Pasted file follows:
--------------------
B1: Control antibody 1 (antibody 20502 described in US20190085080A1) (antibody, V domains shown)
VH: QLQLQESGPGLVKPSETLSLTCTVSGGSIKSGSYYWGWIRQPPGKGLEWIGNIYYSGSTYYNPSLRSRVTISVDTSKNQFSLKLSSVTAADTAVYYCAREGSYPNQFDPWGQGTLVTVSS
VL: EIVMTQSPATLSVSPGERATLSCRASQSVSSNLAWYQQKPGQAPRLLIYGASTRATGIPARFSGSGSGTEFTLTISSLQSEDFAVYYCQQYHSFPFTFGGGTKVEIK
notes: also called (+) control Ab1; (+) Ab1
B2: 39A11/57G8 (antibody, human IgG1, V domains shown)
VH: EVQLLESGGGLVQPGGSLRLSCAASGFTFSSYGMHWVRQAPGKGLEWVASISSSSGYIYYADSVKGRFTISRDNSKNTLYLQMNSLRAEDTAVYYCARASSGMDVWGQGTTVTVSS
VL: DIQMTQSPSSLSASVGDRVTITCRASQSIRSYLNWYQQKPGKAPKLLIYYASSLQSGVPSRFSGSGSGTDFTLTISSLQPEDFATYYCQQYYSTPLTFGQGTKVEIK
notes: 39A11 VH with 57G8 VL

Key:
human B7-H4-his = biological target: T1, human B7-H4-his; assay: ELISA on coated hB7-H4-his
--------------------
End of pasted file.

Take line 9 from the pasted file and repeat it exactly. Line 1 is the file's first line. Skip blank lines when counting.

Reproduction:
Key: